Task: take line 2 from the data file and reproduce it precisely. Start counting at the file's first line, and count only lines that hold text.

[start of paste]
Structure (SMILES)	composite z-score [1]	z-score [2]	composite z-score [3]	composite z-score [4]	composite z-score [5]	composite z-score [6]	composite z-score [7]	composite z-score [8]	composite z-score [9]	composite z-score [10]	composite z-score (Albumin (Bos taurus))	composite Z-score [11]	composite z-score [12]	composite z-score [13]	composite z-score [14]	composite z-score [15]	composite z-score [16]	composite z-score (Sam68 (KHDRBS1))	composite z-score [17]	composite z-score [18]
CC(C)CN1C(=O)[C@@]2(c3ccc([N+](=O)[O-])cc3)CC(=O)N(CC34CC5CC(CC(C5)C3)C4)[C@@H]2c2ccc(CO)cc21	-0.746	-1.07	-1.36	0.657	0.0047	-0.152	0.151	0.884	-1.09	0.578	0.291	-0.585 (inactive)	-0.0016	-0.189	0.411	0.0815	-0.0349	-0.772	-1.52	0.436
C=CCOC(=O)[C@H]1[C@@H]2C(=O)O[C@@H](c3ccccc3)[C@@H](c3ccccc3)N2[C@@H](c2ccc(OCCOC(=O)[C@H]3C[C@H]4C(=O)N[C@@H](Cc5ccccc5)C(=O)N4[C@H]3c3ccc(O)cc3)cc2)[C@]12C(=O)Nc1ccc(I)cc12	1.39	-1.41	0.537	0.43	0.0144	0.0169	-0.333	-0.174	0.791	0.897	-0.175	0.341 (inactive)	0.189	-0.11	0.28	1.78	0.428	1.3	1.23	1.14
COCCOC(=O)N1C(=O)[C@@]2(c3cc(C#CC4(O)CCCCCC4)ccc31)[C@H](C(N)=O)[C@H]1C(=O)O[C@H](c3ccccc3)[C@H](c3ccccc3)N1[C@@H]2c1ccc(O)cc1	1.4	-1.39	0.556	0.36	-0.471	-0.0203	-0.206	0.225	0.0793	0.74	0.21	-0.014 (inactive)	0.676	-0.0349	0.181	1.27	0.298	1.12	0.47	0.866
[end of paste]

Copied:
CC(C)CN1C(=O)[C@@]2(c3ccc([N+](=O)[O-])cc3)CC(=O)N(CC34CC5CC(CC(C5)C3)C4)[C@@H]2c2ccc(CO)cc21	-0.746	-1.07	-1.36	0.657	0.0047	-0.152	0.151	0.884	-1.09	0.578	0.291	-0.585 (inactive)	-0.0016	-0.189	0.411	0.0815	-0.0349	-0.772	-1.52	0.436